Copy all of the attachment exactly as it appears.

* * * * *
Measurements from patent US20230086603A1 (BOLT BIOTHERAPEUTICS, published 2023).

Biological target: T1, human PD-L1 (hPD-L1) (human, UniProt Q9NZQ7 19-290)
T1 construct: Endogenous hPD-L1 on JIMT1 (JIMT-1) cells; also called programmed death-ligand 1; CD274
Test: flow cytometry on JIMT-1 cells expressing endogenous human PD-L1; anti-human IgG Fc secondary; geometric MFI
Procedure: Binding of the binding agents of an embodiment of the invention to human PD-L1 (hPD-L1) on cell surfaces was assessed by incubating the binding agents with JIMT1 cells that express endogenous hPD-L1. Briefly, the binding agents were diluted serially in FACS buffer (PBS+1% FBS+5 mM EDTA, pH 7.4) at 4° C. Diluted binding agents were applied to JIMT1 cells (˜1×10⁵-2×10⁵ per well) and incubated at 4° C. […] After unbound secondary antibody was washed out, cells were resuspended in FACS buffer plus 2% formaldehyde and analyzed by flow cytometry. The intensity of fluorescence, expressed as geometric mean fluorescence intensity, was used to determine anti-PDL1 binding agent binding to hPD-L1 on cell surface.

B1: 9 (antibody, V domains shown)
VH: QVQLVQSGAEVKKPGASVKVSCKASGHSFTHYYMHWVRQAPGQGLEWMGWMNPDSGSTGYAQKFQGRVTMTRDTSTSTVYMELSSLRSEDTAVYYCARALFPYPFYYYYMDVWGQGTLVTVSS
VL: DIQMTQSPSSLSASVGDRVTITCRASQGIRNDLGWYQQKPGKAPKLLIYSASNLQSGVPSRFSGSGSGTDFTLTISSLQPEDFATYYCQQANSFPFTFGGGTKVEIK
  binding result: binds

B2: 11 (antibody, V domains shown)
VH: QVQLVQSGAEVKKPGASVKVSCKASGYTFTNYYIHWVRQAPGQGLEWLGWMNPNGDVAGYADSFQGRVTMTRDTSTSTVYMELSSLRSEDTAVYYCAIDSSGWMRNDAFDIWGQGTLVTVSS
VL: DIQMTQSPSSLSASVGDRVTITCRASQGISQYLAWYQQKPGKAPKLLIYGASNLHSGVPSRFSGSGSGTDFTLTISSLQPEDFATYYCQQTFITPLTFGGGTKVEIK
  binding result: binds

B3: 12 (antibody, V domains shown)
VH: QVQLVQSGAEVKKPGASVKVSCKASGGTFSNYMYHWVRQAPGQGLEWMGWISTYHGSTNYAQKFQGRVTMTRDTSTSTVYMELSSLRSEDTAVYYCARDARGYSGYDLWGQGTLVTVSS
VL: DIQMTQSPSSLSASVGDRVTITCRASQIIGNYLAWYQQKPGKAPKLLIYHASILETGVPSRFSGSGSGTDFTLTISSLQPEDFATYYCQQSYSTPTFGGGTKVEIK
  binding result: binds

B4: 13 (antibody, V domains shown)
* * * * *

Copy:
Measurements from patent US20230086603A1 (BOLT BIOTHERAPEUTICS, published 2023).

Biological target: T1, human PD-L1 (hPD-L1) (human, UniProt Q9NZQ7 19-290)
T1 construct: Endogenous hPD-L1 on JIMT1 (JIMT-1) cells; also called programmed death-ligand 1; CD274
Test: flow cytometry on JIMT-1 cells expressing endogenous human PD-L1; anti-human IgG Fc secondary; geometric MFI
Procedure: Binding of the binding agents of an embodiment of the invention to human PD-L1 (hPD-L1) on cell surfaces was assessed by incubating the binding agents with JIMT1 cells that express endogenous hPD-L1. Briefly, the binding agents were diluted serially in FACS buffer (PBS+1% FBS+5 mM EDTA, pH 7.4) at 4° C. Diluted binding agents were applied to JIMT1 cells (˜1×10⁵-2×10⁵ per well) and incubated at 4° C. […] After unbound secondary antibody was washed out, cells were resuspended in FACS buffer plus 2% formaldehyde and analyzed by flow cytometry. The intensity of fluorescence, expressed as geometric mean fluorescence intensity, was used to determine anti-PDL1 binding agent binding to hPD-L1 on cell surface.

B1: 9 (antibody, V domains shown)
VH: QVQLVQSGAEVKKPGASVKVSCKASGHSFTHYYMHWVRQAPGQGLEWMGWMNPDSGSTGYAQKFQGRVTMTRDTSTSTVYMELSSLRSEDTAVYYCARALFPYPFYYYYMDVWGQGTLVTVSS
VL: DIQMTQSPSSLSASVGDRVTITCRASQGIRNDLGWYQQKPGKAPKLLIYSASNLQSGVPSRFSGSGSGTDFTLTISSLQPEDFATYYCQQANSFPFTFGGGTKVEIK
  binding result: binds

B2: 11 (antibody, V domains shown)
VH: QVQLVQSGAEVKKPGASVKVSCKASGYTFTNYYIHWVRQAPGQGLEWLGWMNPNGDVAGYADSFQGRVTMTRDTSTSTVYMELSSLRSEDTAVYYCAIDSSGWMRNDAFDIWGQGTLVTVSS
VL: DIQMTQSPSSLSASVGDRVTITCRASQGISQYLAWYQQKPGKAPKLLIYGASNLHSGVPSRFSGSGSGTDFTLTISSLQPEDFATYYCQQTFITPLTFGGGTKVEIK
  binding result: binds

B3: 12 (antibody, V domains shown)
VH: QVQLVQSGAEVKKPGASVKVSCKASGGTFSNYMYHWVRQAPGQGLEWMGWISTYHGSTNYAQKFQGRVTMTRDTSTSTVYMELSSLRSEDTAVYYCARDARGYSGYDLWGQGTLVTVSS
VL: DIQMTQSPSSLSASVGDRVTITCRASQIIGNYLAWYQQKPGKAPKLLIYHASILETGVPSRFSGSGSGTDFTLTISSLQPEDFATYYCQQSYSTPTFGGGTKVEIK
  binding result: binds

B4: 13 (antibody, V domains shown)